The process of filing a “defensive” asylum application in removal proceedings in Immigration Court moves rather quickly. You can find yourself applying for asylum in removal in the following circumstances:
Regardless of why you ended up applying for asylum in removal proceedings, the timing from this point on is similar.
Remember that you must apply for asylum within one year of your last entry into the United States. (If you are in removal proceedings because you were referred to the Immigration Court by an Asylum Officer, you will not need to file a new asylum application, although you will have an opportunity to file an amended one or additional documentation to support your case.)
Here’s an overview of how the process usually works.
You will first receive a Notice to Appear that informs you of the time and place of your first Master Calendar Hearing (“MCH”). At your first MCH, the Judge will ask you whether you accept expedited removal. Expedited removal scheduling will shorten all of your court deadlines (for both documentary submissions and hearing dates). It will not affect how your application is processed or your chances of obtaining asylum (as long as you have enough time to prepare your case well).
The Judge will also set a deadline for you to submit your asylum application (if you have not done so already) and any revisions to your application or additional information.
Under expedited removal scheduling, the Judge will try to issue a decision in your case within 120 days of receiving your asylum application if you had filed it for the first time with the Judge (that is, if you are detained after having passed your credible fear interview at the border or having been arrested). If your case were referred to the Immigration Court from an Asylum Office, the Judge will try to schedule your merits hearing within 180 days of when you first filed your asylum application. However, given that the government attorney or the Judge often need to reschedule hearing dates, and that you might have a lot of evidence to present at your merits hearings, the process typically will last longer than those deadlines.
If you waive expedited removal, your individual merits hearing will be scheduled for about a year after your MCH, although that can vary, depending on what Immigration Court you are in and what Immigration Judge was assigned to your case.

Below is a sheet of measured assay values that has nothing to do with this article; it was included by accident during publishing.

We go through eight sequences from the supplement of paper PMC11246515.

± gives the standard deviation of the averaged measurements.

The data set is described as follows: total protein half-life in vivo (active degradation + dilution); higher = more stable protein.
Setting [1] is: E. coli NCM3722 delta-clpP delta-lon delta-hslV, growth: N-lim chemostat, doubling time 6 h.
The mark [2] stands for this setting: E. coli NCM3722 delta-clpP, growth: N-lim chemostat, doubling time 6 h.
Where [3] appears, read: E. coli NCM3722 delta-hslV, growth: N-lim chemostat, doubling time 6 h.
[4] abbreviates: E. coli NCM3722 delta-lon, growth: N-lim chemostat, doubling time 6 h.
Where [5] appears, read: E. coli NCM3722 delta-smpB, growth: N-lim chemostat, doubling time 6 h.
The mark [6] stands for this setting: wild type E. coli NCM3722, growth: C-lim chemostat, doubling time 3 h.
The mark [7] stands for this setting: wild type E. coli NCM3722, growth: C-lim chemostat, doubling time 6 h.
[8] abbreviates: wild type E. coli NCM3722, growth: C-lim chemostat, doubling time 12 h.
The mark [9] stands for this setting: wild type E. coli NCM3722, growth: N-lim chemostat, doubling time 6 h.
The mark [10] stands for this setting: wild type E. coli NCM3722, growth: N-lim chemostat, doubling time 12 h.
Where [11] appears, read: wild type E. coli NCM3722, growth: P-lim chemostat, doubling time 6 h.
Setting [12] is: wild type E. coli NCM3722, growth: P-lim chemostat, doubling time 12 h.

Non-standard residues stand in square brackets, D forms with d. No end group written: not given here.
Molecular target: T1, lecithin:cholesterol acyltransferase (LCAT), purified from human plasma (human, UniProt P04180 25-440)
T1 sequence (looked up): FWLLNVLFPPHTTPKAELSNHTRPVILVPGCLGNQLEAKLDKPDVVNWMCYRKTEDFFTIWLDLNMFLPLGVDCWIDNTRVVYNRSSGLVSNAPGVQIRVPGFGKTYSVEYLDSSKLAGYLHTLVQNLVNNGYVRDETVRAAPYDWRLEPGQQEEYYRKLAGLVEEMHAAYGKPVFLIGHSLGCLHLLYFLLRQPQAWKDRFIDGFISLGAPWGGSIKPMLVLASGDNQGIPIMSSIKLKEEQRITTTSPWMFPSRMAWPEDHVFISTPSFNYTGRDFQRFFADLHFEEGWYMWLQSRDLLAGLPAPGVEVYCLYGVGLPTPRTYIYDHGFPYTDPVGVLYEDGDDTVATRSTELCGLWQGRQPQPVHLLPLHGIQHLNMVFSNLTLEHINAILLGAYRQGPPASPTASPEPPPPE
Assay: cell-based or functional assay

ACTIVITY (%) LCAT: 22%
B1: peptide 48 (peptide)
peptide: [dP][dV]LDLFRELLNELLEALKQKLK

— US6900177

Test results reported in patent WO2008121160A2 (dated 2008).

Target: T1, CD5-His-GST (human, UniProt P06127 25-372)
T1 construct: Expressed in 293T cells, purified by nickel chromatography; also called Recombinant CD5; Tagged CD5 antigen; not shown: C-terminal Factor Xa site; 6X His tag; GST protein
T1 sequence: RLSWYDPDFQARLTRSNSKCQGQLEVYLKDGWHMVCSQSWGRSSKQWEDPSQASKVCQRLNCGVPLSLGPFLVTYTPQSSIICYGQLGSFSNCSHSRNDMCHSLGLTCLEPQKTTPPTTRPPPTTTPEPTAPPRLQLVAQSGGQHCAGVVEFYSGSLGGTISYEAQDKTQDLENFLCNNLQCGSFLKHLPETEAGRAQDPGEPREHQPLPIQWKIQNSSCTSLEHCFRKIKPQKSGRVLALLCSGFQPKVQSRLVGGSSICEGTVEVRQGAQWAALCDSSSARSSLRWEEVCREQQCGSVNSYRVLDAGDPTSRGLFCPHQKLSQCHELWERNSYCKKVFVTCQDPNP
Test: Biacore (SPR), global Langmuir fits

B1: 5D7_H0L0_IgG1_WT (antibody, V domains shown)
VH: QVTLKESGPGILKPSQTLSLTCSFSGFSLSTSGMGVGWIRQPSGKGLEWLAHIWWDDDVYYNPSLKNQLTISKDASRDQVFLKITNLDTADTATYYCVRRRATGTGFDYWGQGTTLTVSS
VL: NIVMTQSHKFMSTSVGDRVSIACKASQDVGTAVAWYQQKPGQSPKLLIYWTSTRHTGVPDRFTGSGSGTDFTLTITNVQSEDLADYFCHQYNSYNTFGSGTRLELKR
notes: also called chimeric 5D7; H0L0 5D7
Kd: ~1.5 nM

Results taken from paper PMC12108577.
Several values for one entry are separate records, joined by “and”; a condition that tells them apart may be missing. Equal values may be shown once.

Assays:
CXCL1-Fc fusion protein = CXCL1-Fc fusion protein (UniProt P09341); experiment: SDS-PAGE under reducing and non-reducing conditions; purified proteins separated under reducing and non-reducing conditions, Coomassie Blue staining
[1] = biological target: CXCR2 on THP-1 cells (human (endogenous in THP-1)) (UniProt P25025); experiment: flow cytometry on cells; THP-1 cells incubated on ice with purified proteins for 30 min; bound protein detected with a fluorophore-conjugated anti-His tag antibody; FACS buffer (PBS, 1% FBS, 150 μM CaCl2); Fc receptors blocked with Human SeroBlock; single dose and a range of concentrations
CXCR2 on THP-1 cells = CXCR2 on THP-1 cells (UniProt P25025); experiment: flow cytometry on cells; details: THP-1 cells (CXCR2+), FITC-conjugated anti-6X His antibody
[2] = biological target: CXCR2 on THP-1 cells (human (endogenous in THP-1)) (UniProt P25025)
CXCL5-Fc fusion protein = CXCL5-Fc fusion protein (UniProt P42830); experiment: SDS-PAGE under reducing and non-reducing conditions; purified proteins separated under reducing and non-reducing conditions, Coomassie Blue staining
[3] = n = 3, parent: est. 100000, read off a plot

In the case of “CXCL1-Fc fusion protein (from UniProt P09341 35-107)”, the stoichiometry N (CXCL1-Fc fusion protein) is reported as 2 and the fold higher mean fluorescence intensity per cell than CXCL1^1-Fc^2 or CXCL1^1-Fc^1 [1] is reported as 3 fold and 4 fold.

You might have several MCHs, especially if you ask for a continuance (a rescheduled hearing to a later date) in order to find an attorney.
For details about master calendar hearings, see “What Will Happen at Your Master Calendar Hearing.”
Even under expedited removal, the Judge will likely not schedule your first merits hearing until 14 days after your last MCH. You will present your evidence and witnesses during your merits hearing.
Your merits hearing can carry over for more than one court date, depending on how much evidence or how many witnesses you present, how active the government attorney is, and the Judge’s schedule.
For a detailed description of how to prepare your asylum application in removal, and about what will happen at your merits hearing, see “How to Prepare an Asylum Application in Removal Proceedings.”
At the end of your (final) merits hearing, the Judge may orally grant or deny your asylum claim. Alternatively, the Judge may issue a written decision, typically within several weeks after your merits hearings conclude.
You can appeal a denial decision to the Board of Immigration Appeals (“BIA”). In order to do so, you must file your Notice of Appeal within 30 days of the Judge’s decision. The U.S. government can also appeal your grant of asylum.
The BIA might take a year or more to rule on your appeal. While your case is on appeal, your asylum application decision is not final. Therefore, you will not be able to petition for your family to join you (through derivative asylum process), and you will not be eligible for any benefits provided to asylees (such as financial assistance).
If the BIA denies your case, you may wish to appeal to the Circuit Court of Appeals. This will add another few years to the process. You can even eventually try to appeal a denial to the U.S. Supreme Court!